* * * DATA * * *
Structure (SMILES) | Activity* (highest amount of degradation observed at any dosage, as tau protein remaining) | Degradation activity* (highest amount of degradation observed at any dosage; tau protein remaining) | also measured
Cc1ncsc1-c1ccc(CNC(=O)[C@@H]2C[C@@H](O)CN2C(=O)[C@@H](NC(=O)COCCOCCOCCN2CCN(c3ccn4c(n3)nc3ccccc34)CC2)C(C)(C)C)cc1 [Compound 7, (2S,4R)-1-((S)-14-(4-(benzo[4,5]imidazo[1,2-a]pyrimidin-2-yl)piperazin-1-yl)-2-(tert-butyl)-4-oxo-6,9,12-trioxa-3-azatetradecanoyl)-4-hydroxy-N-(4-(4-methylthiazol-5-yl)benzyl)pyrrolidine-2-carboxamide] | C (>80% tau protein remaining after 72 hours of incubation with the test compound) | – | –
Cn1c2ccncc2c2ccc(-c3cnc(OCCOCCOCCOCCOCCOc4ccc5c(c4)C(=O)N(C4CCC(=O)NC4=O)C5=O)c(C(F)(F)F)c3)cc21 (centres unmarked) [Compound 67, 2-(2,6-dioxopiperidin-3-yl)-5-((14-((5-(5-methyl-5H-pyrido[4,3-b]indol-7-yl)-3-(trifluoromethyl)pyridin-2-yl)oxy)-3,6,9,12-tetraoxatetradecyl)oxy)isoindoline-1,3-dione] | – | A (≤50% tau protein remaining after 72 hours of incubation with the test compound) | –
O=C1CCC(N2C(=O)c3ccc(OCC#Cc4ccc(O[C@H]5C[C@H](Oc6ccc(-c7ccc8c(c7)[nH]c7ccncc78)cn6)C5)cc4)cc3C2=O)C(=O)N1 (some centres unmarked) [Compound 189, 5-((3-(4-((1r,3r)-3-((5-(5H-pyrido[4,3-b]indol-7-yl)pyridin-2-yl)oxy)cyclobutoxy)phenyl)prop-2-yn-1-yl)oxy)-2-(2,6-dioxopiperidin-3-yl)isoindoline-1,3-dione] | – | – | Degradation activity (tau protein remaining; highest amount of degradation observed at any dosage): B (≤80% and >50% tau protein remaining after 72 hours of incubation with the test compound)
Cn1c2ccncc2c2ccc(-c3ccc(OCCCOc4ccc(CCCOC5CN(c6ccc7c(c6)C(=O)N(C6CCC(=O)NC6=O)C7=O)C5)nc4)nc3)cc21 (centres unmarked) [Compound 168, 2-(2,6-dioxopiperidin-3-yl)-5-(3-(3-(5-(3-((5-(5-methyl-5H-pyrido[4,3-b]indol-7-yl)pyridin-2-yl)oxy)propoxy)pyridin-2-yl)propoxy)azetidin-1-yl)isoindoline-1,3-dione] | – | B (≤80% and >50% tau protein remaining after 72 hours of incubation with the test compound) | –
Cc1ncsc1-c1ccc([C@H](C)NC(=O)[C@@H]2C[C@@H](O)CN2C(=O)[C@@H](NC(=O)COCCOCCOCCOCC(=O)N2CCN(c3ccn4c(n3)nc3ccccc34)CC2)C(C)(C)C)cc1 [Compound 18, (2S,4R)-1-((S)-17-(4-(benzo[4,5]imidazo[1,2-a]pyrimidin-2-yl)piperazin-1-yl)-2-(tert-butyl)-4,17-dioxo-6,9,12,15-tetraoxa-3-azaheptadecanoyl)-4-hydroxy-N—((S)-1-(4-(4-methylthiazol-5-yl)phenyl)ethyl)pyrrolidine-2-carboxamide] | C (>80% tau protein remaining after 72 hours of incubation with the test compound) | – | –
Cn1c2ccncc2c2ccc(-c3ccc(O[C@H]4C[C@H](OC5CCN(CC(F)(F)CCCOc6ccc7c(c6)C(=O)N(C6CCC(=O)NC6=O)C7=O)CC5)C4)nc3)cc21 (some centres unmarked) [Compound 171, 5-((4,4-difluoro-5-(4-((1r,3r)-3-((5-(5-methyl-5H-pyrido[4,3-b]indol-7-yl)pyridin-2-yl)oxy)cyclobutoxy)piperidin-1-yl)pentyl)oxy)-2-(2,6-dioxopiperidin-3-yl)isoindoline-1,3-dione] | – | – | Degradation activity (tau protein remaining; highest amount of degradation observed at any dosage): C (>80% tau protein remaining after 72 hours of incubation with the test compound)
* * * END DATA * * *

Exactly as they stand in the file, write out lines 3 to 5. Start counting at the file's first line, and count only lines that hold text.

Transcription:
Cn1c2ccncc2c2ccc(-c3cnc(OCCOCCOCCOCCOCCOc4ccc5c(c4)C(=O)N(C4CCC(=O)NC4=O)C5=O)c(C(F)(F)F)c3)cc21 (centres unmarked) [Compound 67, 2-(2,6-dioxopiperidin-3-yl)-5-((14-((5-(5-methyl-5H-pyrido[4,3-b]indol-7-yl)-3-(trifluoromethyl)pyridin-2-yl)oxy)-3,6,9,12-tetraoxatetradecyl)oxy)isoindoline-1,3-dione] | – | A (≤50% tau protein remaining after 72 hours of incubation with the test compound) | –
O=C1CCC(N2C(=O)c3ccc(OCC#Cc4ccc(O[C@H]5C[C@H](Oc6ccc(-c7ccc8c(c7)[nH]c7ccncc78)cn6)C5)cc4)cc3C2=O)C(=O)N1 (some centres unmarked) [Compound 189, 5-((3-(4-((1r,3r)-3-((5-(5H-pyrido[4,3-b]indol-7-yl)pyridin-2-yl)oxy)cyclobutoxy)phenyl)prop-2-yn-1-yl)oxy)-2-(2,6-dioxopiperidin-3-yl)isoindoline-1,3-dione] | – | – | Degradation activity (tau protein remaining; highest amount of degradation observed at any dosage): B (≤80% and >50% tau protein remaining after 72 hours of incubation with the test compound)
Cn1c2ccncc2c2ccc(-c3ccc(OCCCOc4ccc(CCCOC5CN(c6ccc7c(c6)C(=O)N(C6CCC(=O)NC6=O)C7=O)C5)nc4)nc3)cc21 (centres unmarked) [Compound 168, 2-(2,6-dioxopiperidin-3-yl)-5-(3-(3-(5-(3-((5-(5-methyl-5H-pyrido[4,3-b]indol-7-yl)pyridin-2-yl)oxy)propoxy)pyridin-2-yl)propoxy)azetidin-1-yl)isoindoline-1,3-dione] | – | B (≤80% and >50% tau protein remaining after 72 hours of incubation with the test compound) | –